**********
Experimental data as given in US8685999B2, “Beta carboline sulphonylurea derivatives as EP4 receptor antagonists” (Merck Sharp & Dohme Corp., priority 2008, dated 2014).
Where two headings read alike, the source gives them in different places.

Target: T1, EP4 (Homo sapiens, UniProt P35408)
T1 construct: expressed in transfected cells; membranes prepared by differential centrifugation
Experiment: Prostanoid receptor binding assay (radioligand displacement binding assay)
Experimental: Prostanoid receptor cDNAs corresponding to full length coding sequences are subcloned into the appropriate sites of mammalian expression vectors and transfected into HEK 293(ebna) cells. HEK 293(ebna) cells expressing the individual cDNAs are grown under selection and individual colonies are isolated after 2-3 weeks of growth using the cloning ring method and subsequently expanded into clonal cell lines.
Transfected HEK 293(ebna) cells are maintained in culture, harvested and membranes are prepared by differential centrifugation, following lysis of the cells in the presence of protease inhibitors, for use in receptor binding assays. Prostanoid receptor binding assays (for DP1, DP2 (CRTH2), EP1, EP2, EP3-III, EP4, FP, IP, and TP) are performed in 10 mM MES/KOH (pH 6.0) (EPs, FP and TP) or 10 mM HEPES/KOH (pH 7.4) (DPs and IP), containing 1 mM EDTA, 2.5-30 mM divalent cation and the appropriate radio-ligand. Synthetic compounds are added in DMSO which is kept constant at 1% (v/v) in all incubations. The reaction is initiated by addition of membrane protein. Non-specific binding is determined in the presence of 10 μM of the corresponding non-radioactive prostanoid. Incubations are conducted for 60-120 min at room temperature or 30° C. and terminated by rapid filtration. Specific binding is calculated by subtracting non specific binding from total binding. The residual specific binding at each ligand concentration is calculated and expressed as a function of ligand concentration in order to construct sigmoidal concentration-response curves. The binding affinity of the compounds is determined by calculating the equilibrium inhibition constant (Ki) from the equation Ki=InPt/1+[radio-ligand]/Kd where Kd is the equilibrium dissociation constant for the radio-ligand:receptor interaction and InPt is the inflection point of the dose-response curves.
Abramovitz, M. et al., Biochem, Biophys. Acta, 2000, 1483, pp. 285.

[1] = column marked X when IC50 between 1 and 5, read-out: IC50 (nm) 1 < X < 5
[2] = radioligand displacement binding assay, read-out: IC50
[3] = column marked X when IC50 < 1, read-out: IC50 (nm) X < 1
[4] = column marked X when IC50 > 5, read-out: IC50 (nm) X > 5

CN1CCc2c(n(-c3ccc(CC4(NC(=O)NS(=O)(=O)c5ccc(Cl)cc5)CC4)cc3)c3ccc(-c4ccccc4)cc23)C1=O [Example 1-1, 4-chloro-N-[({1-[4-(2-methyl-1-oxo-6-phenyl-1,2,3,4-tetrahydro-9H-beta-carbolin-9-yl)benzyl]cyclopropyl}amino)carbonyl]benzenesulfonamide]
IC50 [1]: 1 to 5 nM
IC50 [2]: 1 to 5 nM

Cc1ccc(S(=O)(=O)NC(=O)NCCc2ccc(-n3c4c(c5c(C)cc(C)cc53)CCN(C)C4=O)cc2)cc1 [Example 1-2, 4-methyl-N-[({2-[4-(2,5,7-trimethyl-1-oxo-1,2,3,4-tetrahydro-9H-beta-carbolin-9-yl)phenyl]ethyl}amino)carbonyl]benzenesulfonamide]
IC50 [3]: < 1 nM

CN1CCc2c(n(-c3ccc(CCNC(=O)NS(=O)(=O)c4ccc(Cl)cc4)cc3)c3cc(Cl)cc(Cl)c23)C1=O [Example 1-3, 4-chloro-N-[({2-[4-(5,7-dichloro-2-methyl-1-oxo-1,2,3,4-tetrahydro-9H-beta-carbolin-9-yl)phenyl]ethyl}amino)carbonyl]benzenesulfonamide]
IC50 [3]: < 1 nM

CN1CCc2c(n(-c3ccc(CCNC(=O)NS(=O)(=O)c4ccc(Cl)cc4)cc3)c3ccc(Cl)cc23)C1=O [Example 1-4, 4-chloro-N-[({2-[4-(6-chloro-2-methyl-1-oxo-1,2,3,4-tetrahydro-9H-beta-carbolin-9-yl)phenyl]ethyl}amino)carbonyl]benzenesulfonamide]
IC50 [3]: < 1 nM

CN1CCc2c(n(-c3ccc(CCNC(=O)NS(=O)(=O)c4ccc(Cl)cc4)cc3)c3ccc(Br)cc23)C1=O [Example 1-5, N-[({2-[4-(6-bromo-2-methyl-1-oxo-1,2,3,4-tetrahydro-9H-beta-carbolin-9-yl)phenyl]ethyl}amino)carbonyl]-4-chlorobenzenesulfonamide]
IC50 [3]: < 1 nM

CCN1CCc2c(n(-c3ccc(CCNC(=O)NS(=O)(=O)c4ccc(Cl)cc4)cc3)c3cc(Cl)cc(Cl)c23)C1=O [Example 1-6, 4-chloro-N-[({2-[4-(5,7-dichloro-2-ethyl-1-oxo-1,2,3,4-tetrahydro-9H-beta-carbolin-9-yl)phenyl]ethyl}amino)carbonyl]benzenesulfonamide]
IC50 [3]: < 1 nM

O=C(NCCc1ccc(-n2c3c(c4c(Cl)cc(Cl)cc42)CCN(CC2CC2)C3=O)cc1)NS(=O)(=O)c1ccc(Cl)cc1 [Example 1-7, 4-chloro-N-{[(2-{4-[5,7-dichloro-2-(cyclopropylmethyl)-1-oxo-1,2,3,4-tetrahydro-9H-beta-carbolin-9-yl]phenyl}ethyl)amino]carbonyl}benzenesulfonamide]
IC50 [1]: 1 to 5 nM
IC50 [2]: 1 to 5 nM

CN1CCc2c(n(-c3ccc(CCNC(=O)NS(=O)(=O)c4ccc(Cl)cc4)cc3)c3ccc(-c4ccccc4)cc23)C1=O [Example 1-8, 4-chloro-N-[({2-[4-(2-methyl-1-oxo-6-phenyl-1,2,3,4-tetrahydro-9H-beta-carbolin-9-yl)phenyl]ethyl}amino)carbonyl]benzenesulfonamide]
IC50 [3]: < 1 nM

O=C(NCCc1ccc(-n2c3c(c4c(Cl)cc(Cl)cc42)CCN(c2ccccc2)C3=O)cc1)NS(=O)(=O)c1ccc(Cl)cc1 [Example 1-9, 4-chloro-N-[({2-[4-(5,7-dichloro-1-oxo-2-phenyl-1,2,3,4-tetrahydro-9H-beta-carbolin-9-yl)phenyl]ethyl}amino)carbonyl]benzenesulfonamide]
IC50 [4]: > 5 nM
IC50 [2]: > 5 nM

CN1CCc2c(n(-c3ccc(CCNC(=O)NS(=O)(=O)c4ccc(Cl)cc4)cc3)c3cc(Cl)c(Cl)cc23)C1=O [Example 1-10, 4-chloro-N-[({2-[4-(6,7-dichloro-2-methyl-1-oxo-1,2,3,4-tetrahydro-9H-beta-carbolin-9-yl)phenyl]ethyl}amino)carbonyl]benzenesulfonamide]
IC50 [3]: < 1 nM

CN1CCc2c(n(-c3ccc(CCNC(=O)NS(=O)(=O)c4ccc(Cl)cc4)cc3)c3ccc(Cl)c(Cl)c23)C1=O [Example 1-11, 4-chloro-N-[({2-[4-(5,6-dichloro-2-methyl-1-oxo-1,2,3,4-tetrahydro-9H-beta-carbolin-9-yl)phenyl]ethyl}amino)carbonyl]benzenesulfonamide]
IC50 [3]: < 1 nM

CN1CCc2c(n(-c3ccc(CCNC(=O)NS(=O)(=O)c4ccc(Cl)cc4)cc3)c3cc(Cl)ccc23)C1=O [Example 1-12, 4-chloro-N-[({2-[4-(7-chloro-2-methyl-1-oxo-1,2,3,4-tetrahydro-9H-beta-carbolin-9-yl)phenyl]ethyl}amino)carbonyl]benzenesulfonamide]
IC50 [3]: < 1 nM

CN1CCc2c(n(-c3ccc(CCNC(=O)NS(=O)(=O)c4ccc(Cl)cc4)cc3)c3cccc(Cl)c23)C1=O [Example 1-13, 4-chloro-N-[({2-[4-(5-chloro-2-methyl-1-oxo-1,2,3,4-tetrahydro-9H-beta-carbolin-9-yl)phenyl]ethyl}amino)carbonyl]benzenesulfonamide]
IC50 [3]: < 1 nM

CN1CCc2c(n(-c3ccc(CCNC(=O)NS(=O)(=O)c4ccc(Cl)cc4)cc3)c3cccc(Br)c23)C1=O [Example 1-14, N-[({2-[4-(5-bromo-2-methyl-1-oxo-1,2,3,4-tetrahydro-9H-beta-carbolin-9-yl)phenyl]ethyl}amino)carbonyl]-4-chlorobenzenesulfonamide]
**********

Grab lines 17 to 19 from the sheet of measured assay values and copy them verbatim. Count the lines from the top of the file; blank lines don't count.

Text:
IC50 [3]: < 1 nM

CN1CCc2c(n(-c3ccc(CCNC(=O)NS(=O)(=O)c4ccc(Cl)cc4)cc3)c3cc(Cl)cc(Cl)c23)C1=O [Example 1-3, 4-chloro-N-[({2-[4-(5,7-dichloro-2-methyl-1-oxo-1,2,3,4-tetrahydro-9H-beta-carbolin-9-yl)phenyl]ethyl}amino)carbonyl]benzenesulfonamide]
IC50 [3]: < 1 nM